Alexandre Du Mège

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Alexandre Du Mège
AlexandreDuMege.jpg
Born5 December 1780
Died6 June 1862 (age 81)
ResidenceFrance
Occupationscholar, archaeologist, historian

Louis Charles André Alexandre Du Mège or Dumège, (born The Hague (Netherlands) 5 December 1780 - Toulouse 6 June 1862), was a French scholar, archaeologist and historian.

Life and work[edit]

Du Mège was born in The Hague on 5 December 1780. His father was an actor who moved to Toulouse in 1786[1] and from whom he inherited a collection of antiquities and a taste for numismatics and archaeology. His studies were rather limited but he loved science, so he compensated by self study in the libraries he could frequent. He studied literature and history and after some years had enough knowledge of Latin, Greek and Hebrew for his future career as an archaeologist.[1] As a young man he traveled the Pyrenées searching for sculptures, altars, and other antiquities of Volques Tectosages.

In 1814, the mayor of Toulouse entrusted him with the defense of the city based on instructions from Marshal Jean-de-Dieu Soult, but the army's corp of engineers did not approve his plan, a rejection for which he long held a grudge.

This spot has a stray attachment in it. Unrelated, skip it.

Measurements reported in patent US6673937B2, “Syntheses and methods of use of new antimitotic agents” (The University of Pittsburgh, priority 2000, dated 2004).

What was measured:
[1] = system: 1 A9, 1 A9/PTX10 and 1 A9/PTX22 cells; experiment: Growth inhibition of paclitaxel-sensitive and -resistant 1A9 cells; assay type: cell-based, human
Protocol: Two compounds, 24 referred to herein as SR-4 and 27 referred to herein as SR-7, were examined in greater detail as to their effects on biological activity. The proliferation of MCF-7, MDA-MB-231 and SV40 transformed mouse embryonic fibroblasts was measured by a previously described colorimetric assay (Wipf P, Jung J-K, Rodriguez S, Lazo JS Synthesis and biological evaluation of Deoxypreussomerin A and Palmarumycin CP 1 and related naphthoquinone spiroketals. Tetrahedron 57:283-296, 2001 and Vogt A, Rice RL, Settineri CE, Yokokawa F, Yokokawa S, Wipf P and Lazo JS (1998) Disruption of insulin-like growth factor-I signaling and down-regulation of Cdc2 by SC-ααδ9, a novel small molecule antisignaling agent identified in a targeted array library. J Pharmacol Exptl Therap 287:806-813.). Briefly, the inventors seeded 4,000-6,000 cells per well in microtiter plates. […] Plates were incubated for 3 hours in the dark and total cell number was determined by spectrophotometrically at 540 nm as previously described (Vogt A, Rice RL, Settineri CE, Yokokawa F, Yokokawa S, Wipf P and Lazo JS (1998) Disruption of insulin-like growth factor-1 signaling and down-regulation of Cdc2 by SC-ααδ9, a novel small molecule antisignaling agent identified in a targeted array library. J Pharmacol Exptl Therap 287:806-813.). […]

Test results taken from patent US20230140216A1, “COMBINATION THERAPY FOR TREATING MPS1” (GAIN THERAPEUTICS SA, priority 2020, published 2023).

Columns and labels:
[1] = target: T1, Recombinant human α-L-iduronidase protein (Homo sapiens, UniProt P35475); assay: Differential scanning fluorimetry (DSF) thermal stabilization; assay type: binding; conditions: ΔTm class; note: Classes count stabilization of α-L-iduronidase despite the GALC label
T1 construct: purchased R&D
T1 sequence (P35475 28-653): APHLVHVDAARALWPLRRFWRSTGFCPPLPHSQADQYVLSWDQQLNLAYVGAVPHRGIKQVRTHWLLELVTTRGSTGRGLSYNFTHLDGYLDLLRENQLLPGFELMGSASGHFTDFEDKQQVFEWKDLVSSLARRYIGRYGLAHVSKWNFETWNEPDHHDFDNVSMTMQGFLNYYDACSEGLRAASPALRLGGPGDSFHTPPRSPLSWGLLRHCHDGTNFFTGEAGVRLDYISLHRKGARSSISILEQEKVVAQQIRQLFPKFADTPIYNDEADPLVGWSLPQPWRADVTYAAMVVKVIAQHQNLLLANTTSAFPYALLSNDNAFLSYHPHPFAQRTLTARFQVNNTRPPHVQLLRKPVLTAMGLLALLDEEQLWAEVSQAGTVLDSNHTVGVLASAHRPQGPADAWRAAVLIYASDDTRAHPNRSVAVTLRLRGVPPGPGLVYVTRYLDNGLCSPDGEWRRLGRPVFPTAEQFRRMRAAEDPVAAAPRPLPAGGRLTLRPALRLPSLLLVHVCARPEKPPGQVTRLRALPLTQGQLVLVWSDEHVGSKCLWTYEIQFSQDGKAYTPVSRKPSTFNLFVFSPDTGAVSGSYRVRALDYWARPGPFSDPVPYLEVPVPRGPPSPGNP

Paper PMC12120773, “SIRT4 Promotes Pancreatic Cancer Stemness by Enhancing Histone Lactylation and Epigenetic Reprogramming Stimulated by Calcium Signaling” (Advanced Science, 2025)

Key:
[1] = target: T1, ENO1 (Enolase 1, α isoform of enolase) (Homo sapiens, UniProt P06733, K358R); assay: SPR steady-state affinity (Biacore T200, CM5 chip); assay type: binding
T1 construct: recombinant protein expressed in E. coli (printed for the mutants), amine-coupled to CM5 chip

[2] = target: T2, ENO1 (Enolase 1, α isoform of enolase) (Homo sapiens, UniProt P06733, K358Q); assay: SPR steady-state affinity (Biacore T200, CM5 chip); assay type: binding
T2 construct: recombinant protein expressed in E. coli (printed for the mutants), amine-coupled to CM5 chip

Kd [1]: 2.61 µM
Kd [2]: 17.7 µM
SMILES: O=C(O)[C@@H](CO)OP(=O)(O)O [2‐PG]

Du Mège was recognised for saving many antiquities of the department of Haute-Garonne and was given the responsibility of organising the sculpture collection of the Musée des Augustins in the 1830s. His archaeological hobby became a vocation.[2] He brought a number of medieval works into the museum, specifically from the cloister of Notre-Dame de la Daurade and the portal of the chapter house of Saint-Étienne.[2] Du Mège, the Alexandre Lenoir of Toulouse, dreamed of creating in the Augustinian monastery the southern equivalent of the Museum of French Monuments: he reconstituted false tombs or real portals, and wrote contradictory descriptions of the collection's works in successive editions of the collection catalogs he published. Du Mège's disregard for archeological facts and record keeping superseded his collecting and preservation enthusiasm.[3] In 1831 he co-founded the Société archéologique du Midi de la France [fr] (Archaeological Society of the South of France). Then aged 50, he retrieved the antiquities and the medieval sculptures for the Musée des Augustins.[3] A correspondent of the Académie des Inscriptions et Belles-Lettres, he created the archeological collections of the city of Toulouse.